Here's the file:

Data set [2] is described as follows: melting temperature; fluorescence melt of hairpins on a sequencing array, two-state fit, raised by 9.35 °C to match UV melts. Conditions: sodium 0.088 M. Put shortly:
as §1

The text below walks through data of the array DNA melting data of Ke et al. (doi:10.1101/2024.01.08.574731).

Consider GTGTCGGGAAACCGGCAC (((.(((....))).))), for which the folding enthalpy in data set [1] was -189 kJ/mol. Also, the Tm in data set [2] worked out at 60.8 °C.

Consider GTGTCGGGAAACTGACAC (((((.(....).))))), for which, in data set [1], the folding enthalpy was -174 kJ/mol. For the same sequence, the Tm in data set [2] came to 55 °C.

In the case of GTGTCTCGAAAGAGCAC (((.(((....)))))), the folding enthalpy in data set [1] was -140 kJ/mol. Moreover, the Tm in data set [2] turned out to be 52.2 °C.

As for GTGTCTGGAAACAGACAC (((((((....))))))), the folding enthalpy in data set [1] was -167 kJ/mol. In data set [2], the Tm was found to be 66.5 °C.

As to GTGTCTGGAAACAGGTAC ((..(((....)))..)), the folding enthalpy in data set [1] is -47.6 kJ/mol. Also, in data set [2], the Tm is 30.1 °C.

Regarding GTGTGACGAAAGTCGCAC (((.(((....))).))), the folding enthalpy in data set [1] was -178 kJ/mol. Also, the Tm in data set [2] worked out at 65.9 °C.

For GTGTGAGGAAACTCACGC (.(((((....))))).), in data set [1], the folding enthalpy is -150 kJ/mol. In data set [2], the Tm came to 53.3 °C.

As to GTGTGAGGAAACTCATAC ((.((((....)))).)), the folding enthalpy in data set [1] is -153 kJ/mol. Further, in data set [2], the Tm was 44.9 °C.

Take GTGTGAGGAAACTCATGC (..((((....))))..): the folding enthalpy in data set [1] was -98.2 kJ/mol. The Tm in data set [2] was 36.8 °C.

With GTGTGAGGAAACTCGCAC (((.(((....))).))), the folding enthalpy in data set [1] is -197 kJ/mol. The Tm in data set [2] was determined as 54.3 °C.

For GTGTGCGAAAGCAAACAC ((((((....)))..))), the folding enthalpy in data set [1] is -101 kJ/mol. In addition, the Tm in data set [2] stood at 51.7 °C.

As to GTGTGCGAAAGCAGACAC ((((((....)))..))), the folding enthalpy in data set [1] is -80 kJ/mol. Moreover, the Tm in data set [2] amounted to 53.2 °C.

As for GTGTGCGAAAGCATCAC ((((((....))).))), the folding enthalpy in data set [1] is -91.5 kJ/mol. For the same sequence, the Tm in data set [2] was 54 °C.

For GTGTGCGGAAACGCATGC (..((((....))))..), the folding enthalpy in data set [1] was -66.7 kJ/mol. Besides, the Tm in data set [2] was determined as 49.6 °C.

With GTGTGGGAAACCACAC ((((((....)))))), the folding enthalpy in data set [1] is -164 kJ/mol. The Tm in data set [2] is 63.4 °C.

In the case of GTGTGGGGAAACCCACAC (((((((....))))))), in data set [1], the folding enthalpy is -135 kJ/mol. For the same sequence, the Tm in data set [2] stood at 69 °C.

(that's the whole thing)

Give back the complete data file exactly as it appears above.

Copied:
Data set [2] is described as follows: melting temperature; fluorescence melt of hairpins on a sequencing array, two-state fit, raised by 9.35 °C to match UV melts. Conditions: sodium 0.088 M. Put shortly:
as §1

The text below walks through data of the array DNA melting data of Ke et al. (doi:10.1101/2024.01.08.574731).

Consider GTGTCGGGAAACCGGCAC (((.(((....))).))), for which the folding enthalpy in data set [1] was -189 kJ/mol. Also, the Tm in data set [2] worked out at 60.8 °C.

Consider GTGTCGGGAAACTGACAC (((((.(....).))))), for which, in data set [1], the folding enthalpy was -174 kJ/mol. For the same sequence, the Tm in data set [2] came to 55 °C.

In the case of GTGTCTCGAAAGAGCAC (((.(((....)))))), the folding enthalpy in data set [1] was -140 kJ/mol. Moreover, the Tm in data set [2] turned out to be 52.2 °C.

As for GTGTCTGGAAACAGACAC (((((((....))))))), the folding enthalpy in data set [1] was -167 kJ/mol. In data set [2], the Tm was found to be 66.5 °C.

As to GTGTCTGGAAACAGGTAC ((..(((....)))..)), the folding enthalpy in data set [1] is -47.6 kJ/mol. Also, in data set [2], the Tm is 30.1 °C.

Regarding GTGTGACGAAAGTCGCAC (((.(((....))).))), the folding enthalpy in data set [1] was -178 kJ/mol. Also, the Tm in data set [2] worked out at 65.9 °C.

For GTGTGAGGAAACTCACGC (.(((((....))))).), in data set [1], the folding enthalpy is -150 kJ/mol. In data set [2], the Tm came to 53.3 °C.

As to GTGTGAGGAAACTCATAC ((.((((....)))).)), the folding enthalpy in data set [1] is -153 kJ/mol. Further, in data set [2], the Tm was 44.9 °C.

Take GTGTGAGGAAACTCATGC (..((((....))))..): the folding enthalpy in data set [1] was -98.2 kJ/mol. The Tm in data set [2] was 36.8 °C.

With GTGTGAGGAAACTCGCAC (((.(((....))).))), the folding enthalpy in data set [1] is -197 kJ/mol. The Tm in data set [2] was determined as 54.3 °C.

For GTGTGCGAAAGCAAACAC ((((((....)))..))), the folding enthalpy in data set [1] is -101 kJ/mol. In addition, the Tm in data set [2] stood at 51.7 °C.

As to GTGTGCGAAAGCAGACAC ((((((....)))..))), the folding enthalpy in data set [1] is -80 kJ/mol. Moreover, the Tm in data set [2] amounted to 53.2 °C.

As for GTGTGCGAAAGCATCAC ((((((....))).))), the folding enthalpy in data set [1] is -91.5 kJ/mol. For the same sequence, the Tm in data set [2] was 54 °C.

For GTGTGCGGAAACGCATGC (..((((....))))..), the folding enthalpy in data set [1] was -66.7 kJ/mol. Besides, the Tm in data set [2] was determined as 49.6 °C.

With GTGTGGGAAACCACAC ((((((....)))))), the folding enthalpy in data set [1] is -164 kJ/mol. The Tm in data set [2] is 63.4 °C.

In the case of GTGTGGGGAAACCCACAC (((((((....))))))), in data set [1], the folding enthalpy is -135 kJ/mol. For the same sequence, the Tm in data set [2] stood at 69 °C.